May 08, 2006
Slight Calorie Restriction Might Deliver Longer Life

Even a small decrease in calorie consumption delivered lower signs of age-related oxidative stress in rats.

GAINESVILLE, Fla., - A lifelong habit of trimming just a few calories from the daily diet can do more than slim the waistline - a new study shows it may help lessen the effects of aging.

Scientists from the University of Florida's Institute on Aging have found that eating a little less food and exercising a little more over a lifespan can reduce or even reverse aging-related cell and organ damage in rats.

The discovery, described this month in the journal Antioxidants and Redox Signaling, builds on recent research in animals and humans that has shown a more drastic 20 percent to 40 percent cut in calories slows aging damage. The UF findings indicate even small reductions in calories could have big effects on health and shed light on the molecular process responsible for the phenomenon, which until now has been poorly understood.

"This finding suggests that even slight moderation in intake of calories and a moderate exercise program is beneficial to a key organ such as the liver, which shows significant signs of dysfunction in the aging process," said Christiaan Leeuwenburgh, Ph.D., an associate professor of aging and geriatric research at the UF College of Medicine and the paper's senior author.

UF scientists found that feeding rats just 8 percent fewer calories a day and moderately increasing the animals' activity extended their average lifespan and significantly overturned the negative effects of cellular aging on liver function and overall health.

An 8 percent reduction is the equivalent of a few hundred calories in an average human diet and moderate exercise is equivalent to taking a short walk.

But most people can't reduce their calorie consumption at all for a sustained length of time. So this is an interesting result and a reason to eat slightly less. But few will manage to pull that off.

The researchers also found that RNA is an earlier biomarker for aging than DNA.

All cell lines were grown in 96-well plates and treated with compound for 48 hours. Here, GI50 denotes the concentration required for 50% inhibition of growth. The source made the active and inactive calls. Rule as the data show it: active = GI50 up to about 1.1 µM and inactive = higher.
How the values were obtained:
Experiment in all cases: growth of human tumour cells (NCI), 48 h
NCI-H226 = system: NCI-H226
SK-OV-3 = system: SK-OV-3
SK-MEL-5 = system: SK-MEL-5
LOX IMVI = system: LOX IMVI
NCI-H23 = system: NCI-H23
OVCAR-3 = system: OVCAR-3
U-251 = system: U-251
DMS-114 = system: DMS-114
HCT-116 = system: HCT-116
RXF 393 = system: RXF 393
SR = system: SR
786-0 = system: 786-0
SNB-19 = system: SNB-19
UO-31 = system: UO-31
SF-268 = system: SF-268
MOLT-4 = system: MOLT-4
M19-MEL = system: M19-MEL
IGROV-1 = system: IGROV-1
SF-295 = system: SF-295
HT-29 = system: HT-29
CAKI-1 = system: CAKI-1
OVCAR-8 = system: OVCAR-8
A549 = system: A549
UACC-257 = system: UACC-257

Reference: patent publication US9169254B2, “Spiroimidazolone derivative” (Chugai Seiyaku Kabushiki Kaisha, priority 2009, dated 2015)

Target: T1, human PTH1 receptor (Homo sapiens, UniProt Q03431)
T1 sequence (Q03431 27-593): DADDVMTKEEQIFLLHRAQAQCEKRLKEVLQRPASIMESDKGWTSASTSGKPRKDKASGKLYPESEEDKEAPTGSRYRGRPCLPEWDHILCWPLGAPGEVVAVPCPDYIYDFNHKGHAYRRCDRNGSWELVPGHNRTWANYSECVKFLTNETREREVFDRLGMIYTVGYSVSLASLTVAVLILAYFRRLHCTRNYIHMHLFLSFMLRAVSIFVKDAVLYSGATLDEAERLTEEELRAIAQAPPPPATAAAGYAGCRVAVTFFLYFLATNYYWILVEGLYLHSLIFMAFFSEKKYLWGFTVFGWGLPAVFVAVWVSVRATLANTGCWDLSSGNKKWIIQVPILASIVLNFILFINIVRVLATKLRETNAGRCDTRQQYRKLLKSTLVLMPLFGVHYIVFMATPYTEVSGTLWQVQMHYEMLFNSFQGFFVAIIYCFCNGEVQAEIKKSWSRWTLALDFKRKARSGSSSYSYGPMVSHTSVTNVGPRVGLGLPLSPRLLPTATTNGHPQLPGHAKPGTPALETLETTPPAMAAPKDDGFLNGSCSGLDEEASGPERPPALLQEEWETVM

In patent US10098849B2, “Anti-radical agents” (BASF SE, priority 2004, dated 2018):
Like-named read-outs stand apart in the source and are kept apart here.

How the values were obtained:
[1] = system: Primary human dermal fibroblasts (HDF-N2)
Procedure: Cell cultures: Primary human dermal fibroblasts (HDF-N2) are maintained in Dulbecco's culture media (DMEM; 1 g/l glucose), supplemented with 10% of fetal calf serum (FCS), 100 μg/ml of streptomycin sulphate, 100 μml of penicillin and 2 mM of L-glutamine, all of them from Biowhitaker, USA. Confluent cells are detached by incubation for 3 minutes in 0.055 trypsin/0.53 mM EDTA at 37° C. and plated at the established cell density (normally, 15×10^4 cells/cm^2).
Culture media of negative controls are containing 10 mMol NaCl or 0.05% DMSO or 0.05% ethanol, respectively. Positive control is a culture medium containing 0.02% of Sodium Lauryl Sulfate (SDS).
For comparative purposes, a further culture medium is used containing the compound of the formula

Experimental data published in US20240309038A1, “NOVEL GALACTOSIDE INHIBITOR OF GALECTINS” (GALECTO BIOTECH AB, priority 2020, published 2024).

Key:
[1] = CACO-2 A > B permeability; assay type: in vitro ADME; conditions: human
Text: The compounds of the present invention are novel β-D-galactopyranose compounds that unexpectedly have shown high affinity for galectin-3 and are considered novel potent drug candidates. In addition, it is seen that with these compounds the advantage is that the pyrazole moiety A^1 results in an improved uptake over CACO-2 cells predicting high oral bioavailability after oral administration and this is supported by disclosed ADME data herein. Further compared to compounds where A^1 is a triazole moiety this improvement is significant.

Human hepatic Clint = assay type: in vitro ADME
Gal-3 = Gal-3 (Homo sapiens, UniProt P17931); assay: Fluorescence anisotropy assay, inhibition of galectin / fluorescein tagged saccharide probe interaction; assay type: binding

To reveal the workings of the body's chemical climate when aging-related damage happens, UF researchers tracked levels of biomarkers - chemicals and molecules present in the liver - in groups of rats. The liver, a crucial organ for maintaining good health during aging, cleans the blood and helps regulate the body's immune system. The researchers also plan to assess the same biomarkers in a study of rats' hearts, muscle and brains.

The research team was surprised to find one of the biomarkers, RNA, which is important for coding DNA and for protein synthesis, is more quickly damaged by aging than the more frequently studied DNA. RNA damage, therefore, could be an excellent early signal to indicate the onset of aging, researchers say.

"Because it is more sensitive to oxidative stress, RNA can be useful as an early marker of oxidative damage and even aging," said Arnold Y. Seo, a doctoral student in UF's Institute on Aging.

Better aging biomarkers that detect changes at earlier stages allow more rapid testing of potential life extending therapies.

Another study on rats found important clues for how calorie restriction lengthens life expectancy. Mice lacking a growth hormone receptor and with lower resulting insulin live longer than normal mice.

"The implication ... for pharmaceutical development would be that the signaling pathways of growth hormone and insulin may be logical targets for development of anti-aging medicine," Dr. Andrezej Bartke from Southern Illinois University in Springfield told Reuters Health.


However, in sharp contrast to its effects in normal mice, calorie restriction failed to increase lifespan in mutant mice lacking growth hormone receptor. "The present findings show that growth hormone resistant mice fail to respond normally to calorie restriction, a very effective life-extending intervention," Bartke said.

I think the idea here is that the reduction in growth hormone receptor delivers the life extension benefit that calorie reduction would normally deliver. So when calories are reduced in these mice there is not an additional benefit from the calorie reduction.